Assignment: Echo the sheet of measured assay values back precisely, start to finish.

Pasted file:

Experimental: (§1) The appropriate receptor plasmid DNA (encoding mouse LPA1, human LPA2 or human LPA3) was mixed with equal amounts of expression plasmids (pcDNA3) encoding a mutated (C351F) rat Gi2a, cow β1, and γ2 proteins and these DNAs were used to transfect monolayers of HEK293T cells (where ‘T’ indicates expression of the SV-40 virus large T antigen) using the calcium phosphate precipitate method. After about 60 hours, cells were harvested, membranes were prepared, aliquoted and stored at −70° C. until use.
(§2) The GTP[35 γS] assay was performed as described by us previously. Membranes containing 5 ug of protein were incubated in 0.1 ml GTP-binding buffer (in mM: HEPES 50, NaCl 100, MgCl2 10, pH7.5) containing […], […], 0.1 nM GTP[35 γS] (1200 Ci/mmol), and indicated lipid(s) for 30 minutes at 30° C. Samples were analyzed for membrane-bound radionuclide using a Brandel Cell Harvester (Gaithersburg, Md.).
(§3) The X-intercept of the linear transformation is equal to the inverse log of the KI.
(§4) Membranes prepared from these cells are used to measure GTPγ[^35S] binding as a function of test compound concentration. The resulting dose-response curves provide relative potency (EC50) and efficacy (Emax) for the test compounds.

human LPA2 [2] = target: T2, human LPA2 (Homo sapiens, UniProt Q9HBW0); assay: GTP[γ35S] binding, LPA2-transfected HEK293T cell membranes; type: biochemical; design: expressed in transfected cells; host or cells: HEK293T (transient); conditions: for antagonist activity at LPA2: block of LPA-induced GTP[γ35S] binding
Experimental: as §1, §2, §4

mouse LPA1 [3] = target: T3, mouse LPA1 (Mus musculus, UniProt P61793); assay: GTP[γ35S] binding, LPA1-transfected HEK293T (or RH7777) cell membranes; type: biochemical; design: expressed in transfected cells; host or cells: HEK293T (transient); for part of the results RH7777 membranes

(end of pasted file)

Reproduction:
Experimental: (§1) The appropriate receptor plasmid DNA (encoding mouse LPA1, human LPA2 or human LPA3) was mixed with equal amounts of expression plasmids (pcDNA3) encoding a mutated (C351F) rat Gi2a, cow β1, and γ2 proteins and these DNAs were used to transfect monolayers of HEK293T cells (where ‘T’ indicates expression of the SV-40 virus large T antigen) using the calcium phosphate precipitate method. After about 60 hours, cells were harvested, membranes were prepared, aliquoted and stored at −70° C. until use.
(§2) The GTP[35 γS] assay was performed as described by us previously. Membranes containing 5 ug of protein were incubated in 0.1 ml GTP-binding buffer (in mM: HEPES 50, NaCl 100, MgCl2 10, pH7.5) containing […], […], 0.1 nM GTP[35 γS] (1200 Ci/mmol), and indicated lipid(s) for 30 minutes at 30° C. Samples were analyzed for membrane-bound radionuclide using a Brandel Cell Harvester (Gaithersburg, Md.).
(§3) The X-intercept of the linear transformation is equal to the inverse log of the KI.
(§4) Membranes prepared from these cells are used to measure GTPγ[^35S] binding as a function of test compound concentration. The resulting dose-response curves provide relative potency (EC50) and efficacy (Emax) for the test compounds.

human LPA2 [2] = target: T2, human LPA2 (Homo sapiens, UniProt Q9HBW0); assay: GTP[γ35S] binding, LPA2-transfected HEK293T cell membranes; type: biochemical; design: expressed in transfected cells; host or cells: HEK293T (transient); conditions: for antagonist activity at LPA2: block of LPA-induced GTP[γ35S] binding
Experimental: as §1, §2, §4

mouse LPA1 [3] = target: T3, mouse LPA1 (Mus musculus, UniProt P61793); assay: GTP[γ35S] binding, LPA1-transfected HEK293T (or RH7777) cell membranes; type: biochemical; design: expressed in transfected cells; host or cells: HEK293T (transient); for part of the results RH7777 membranes